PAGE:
There are three commonalities between people who sell their home to an investor. They want to sell fast, they want to sell as-is, and they want to sell for cash. Here are a few specific reasons where you can see success when you want to sell your house without a realtor and to an investor instead.
Common Reasons People Sell to a Real Estate Investor
Extensive Repairs Needed
We covered how important renovations and upgrades are to the appeal of your home to buyers and selling your home quicker. However, when there are added on critical repairs needed, these can be just as, if not more, costly and extremely important.
Not everyone can afford to pay for this upfront or have the time to wait for these to be completed. Those with homes that are considered “ugly” or in dire need of repairs are choosing to sell with real estate investors because investors are known for buying “as-is.” This means no renovations, repairs, cleaning, landscaping, etc. is necessary for an investor to take your home off your hands.
When there are extensive repairs or renovations needed to get a home “market-ready,” an investor will make you an offer based on factoring in those expenses.
There’s a reason you hear real estate agents talk about “location, location, location.” Some traditional buyers will overlook a few flaws in a home if the location is just right for them. But what about homes that are struggling to be sold the traditional way in a less desirable area? Most cash buyers and investors have no qualms when it comes to buying houses in bad neighborhoods. As investors ourselves, we expect to put work into a home and the exterior in order to meet today’s buyer’s needs. Rather than having to invest the money into repairs yourself, you can have a fast, guaranteed sale with an investor.
You’re probably seeing see a few common threads with all the reasons people choose sell their home with an investor so far. A large benefit is especially noticeable when time is of the essence. When you have a job transfer, whether planned or sudden, you need to know that your current home can be sold as quickly and smoothly as possible.
When working with a realtor, your sale is held at the mercy of your agent’s schedule and availability. If you’re trying to sell your house without a realtor by FSBO, your personal time is held ransom. There are a lot of additional responsibilities that fall on your shoulders.
It may be expected or a complete surprise when a family member or acquaintance leaves a property to you in an estate. As you now know, it is very difficult to navigate the process of unloading a dwelling by yourself. From legal concerns to complicated tax laws, getting rid of a house that someone left you is not very simple.
People go the investor route when selling an inherited property because an investor will purchase an in-probate or out-of-probate residence quickly and as-is.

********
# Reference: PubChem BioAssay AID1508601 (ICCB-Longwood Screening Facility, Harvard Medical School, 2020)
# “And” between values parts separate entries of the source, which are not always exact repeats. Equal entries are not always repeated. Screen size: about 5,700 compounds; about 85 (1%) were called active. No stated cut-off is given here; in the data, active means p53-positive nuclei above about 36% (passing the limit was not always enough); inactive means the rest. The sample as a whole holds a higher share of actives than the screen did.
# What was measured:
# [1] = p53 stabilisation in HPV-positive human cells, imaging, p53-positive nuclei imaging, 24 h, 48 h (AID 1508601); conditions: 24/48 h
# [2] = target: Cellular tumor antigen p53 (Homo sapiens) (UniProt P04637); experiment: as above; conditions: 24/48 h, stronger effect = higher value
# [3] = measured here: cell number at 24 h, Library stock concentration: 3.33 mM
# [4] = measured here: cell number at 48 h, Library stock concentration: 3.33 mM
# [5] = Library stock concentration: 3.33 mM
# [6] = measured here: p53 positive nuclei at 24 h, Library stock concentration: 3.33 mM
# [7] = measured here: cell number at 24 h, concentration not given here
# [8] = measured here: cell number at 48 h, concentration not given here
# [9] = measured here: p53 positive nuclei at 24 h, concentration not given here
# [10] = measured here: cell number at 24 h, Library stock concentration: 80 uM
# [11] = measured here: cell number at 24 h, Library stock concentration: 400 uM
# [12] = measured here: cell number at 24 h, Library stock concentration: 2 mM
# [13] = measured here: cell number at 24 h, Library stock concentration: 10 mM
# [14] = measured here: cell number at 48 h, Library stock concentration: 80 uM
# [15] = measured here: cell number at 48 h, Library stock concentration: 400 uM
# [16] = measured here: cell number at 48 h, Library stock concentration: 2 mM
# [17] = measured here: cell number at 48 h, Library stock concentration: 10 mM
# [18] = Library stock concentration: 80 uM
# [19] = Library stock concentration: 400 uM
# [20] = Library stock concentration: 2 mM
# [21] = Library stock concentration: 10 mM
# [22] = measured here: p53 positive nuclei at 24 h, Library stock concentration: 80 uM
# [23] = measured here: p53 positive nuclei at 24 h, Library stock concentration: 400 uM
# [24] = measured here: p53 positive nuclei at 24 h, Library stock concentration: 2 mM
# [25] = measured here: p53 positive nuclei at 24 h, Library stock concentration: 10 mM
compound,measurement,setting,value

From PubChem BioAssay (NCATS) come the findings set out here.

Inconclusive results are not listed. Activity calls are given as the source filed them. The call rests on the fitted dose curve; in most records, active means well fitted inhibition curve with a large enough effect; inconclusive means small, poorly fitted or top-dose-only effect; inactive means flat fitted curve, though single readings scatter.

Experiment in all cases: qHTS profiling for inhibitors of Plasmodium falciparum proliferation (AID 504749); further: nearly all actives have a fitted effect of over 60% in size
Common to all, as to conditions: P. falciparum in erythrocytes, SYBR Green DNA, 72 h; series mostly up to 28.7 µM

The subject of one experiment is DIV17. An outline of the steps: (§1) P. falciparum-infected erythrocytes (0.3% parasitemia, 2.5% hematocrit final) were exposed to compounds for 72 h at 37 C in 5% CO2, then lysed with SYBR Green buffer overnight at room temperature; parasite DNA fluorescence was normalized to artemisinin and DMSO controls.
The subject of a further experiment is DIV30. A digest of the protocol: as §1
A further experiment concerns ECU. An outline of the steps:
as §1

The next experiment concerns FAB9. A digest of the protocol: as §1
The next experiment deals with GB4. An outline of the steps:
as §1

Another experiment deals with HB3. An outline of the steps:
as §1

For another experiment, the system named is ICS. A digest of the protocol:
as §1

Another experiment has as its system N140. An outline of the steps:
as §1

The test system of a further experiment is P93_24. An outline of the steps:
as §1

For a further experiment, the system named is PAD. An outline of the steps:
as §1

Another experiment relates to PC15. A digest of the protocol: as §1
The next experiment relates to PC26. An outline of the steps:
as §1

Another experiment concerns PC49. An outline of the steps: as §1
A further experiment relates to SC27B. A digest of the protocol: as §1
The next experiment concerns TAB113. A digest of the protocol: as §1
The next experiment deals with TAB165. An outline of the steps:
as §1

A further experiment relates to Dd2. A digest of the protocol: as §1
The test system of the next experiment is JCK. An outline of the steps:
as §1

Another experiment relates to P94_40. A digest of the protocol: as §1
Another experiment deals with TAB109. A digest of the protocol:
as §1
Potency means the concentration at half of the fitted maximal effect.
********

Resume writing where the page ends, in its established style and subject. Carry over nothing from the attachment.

Divorce is a hard enough experience as it is, and involves a division of assets. Frequently, equity in a home is involved in those assets. A quick sale might be necessary to settle the divorce proceedings.
This happens usually when neither party wants to keep the home, for whatever reason. Or, if one who does want the house can’t afford to pay the other party their share of the equity.
Some people try to sell their home if they are having trouble paying their mortgage. Unfortunately, if they’re unable to do so in a timely manner, their lender may begin pre-foreclosure.
Foreclosures can terrorize your credit report for up to seven years and are virtually impossible to work off. Most people try their best to avoid the foreclosure process from being completed at all costs. They do this by finding an investor with cash who can work extremely fast to buy their home before their lender puts it up for auction.
You can’t profit off of the sale of your home facing foreclosure, unfortunately, as all money from the sale goes directly to the lender. In these situations, any offer that makes the lender happy and gets the seller out of jeopardy is a good offer.
How Does an Investor Home Sale Work?
You don’t have to worry about hiring contractors for a new paint job, sprucing up the curb appeal, or even trying to orchestrate a Pinterest-worthy kitchen remodel.
Even if your property needs quite a bit of TLC overall, an investor still wants to make you a cash offer! Let’s use our process as a prime example of how the process works:
Step 1: Make Contact and Fill out Our Form
Once you have chosen to sell your home without a realtor by going the investor route, making contact typically means filling out our quick and easy online form. This gives us some initial information, but also means that we are going to be reaching out near immediately.
Be prepared to answer a phone call from a number you don’t recognize. One of our experts is going to ask you a few more questions in order to get know you a little better, see if we’d be a good fit, and give you an initial estimated offer range.